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Art in the Field: Can Art Help China’s Villages Prosper?

Art festivals try to bring visual culture to China’s villages, but are they being put to good use?

For centuries, the sprawling terraced fields above Hanxi village, Fuliang county, had nurtured the highland region’s famous black tea: “The merchant cared more for money than for me, one month ago he travelled to Fuliang to purchase tea,” goes the poem “The Pipa Player” by BaiJuyi (白居易) in the ninth century, describing the attractions of the tea from the viewpoint of the merchant’s wife.

Yet in May of 2021, Hanxi’s tea terraces had new company—a huge lantern-like installation standing at the top of the hill made of see-through fabric. By daytime you could see the tree encased within it, while lighting up with ambulating contours at night.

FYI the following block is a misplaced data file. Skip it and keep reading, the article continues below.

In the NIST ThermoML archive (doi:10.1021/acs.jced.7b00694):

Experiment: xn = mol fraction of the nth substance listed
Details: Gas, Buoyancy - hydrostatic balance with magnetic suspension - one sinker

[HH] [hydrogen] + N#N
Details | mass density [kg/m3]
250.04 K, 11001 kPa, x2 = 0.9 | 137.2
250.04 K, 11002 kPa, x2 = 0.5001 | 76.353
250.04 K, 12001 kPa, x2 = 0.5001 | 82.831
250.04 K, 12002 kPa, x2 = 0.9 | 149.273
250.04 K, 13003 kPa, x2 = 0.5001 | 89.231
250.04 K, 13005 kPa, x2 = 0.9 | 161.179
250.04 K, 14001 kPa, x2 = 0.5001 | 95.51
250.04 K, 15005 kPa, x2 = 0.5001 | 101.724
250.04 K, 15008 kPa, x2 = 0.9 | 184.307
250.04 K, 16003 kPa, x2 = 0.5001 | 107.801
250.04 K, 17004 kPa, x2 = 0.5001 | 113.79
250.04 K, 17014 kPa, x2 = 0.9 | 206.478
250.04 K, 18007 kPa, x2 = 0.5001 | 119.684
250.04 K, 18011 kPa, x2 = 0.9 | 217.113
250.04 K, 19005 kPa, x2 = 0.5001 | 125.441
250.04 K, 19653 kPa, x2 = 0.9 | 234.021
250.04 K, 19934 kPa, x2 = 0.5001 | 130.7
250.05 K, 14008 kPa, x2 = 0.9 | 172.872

This is The Light of the Earth, created by Chinese architect Ma Yansong and inspired by Fuliang’s mountainous landscape. Located outside China’s porcelain capital of Jingdezhen, Jiangxi province, Fuliang was once where artisans gathered in the Song dynasty (960 – 1279) to produce porcelain directly for the emperor’s stores. But today, artists, architects, and musicians are flocking here under a different sort of invitation: to turn Fuliang’s unremarkable village buildings, abandoned warehouses, barren land, and empty tea gardens into an open-air gallery.

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Art in the Field: Can Art Help China’s Villages Prosper? is a story from our issue, “State of The Art.” To read the entire issue, become a subscriber and receive the full magazine. Alternatively, you can purchase the digital version from the App Store.


author Zheng Yiwen (郑怡雯)

Zheng Yiwen is a contributing writer at The World of Chinese. She was a political journalist at The Paper and Phoenix Media, now she writes mainly about society and culture, for sharing fresh voices from China.

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